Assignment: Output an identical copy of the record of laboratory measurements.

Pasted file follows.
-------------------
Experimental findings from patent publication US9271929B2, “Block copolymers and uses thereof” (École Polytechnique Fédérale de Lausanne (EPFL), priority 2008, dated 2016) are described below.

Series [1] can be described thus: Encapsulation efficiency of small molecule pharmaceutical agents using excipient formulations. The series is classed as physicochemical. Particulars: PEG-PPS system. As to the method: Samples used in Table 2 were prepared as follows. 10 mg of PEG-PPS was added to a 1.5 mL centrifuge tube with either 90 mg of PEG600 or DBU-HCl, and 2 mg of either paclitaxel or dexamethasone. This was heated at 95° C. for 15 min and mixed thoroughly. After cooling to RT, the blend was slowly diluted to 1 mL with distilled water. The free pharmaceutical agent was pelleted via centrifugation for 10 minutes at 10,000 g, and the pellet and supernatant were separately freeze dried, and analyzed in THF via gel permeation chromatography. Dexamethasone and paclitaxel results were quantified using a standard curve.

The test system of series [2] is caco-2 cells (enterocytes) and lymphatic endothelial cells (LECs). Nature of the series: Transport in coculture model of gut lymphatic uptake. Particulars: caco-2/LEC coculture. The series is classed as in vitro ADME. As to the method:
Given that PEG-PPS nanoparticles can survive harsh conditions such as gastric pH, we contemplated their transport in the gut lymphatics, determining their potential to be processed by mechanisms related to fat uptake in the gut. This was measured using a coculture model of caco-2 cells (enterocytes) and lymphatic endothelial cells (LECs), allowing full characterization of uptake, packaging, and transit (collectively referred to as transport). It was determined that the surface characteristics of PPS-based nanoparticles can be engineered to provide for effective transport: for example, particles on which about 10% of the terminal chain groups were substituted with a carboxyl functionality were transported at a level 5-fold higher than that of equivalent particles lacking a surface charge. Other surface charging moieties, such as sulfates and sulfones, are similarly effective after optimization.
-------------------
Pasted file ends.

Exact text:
Experimental findings from patent publication US9271929B2, “Block copolymers and uses thereof” (École Polytechnique Fédérale de Lausanne (EPFL), priority 2008, dated 2016) are described below.

Series [1] can be described thus: Encapsulation efficiency of small molecule pharmaceutical agents using excipient formulations. The series is classed as physicochemical. Particulars: PEG-PPS system. As to the method: Samples used in Table 2 were prepared as follows. 10 mg of PEG-PPS was added to a 1.5 mL centrifuge tube with either 90 mg of PEG600 or DBU-HCl, and 2 mg of either paclitaxel or dexamethasone. This was heated at 95° C. for 15 min and mixed thoroughly. After cooling to RT, the blend was slowly diluted to 1 mL with distilled water. The free pharmaceutical agent was pelleted via centrifugation for 10 minutes at 10,000 g, and the pellet and supernatant were separately freeze dried, and analyzed in THF via gel permeation chromatography. Dexamethasone and paclitaxel results were quantified using a standard curve.

The test system of series [2] is caco-2 cells (enterocytes) and lymphatic endothelial cells (LECs). Nature of the series: Transport in coculture model of gut lymphatic uptake. Particulars: caco-2/LEC coculture. The series is classed as in vitro ADME. As to the method:
Given that PEG-PPS nanoparticles can survive harsh conditions such as gastric pH, we contemplated their transport in the gut lymphatics, determining their potential to be processed by mechanisms related to fat uptake in the gut. This was measured using a coculture model of caco-2 cells (enterocytes) and lymphatic endothelial cells (LECs), allowing full characterization of uptake, packaging, and transit (collectively referred to as transport). It was determined that the surface characteristics of PPS-based nanoparticles can be engineered to provide for effective transport: for example, particles on which about 10% of the terminal chain groups were substituted with a carboxyl functionality were transported at a level 5-fold higher than that of equivalent particles lacking a surface charge. Other surface charging moieties, such as sulfates and sulfones, are similarly effective after optimization.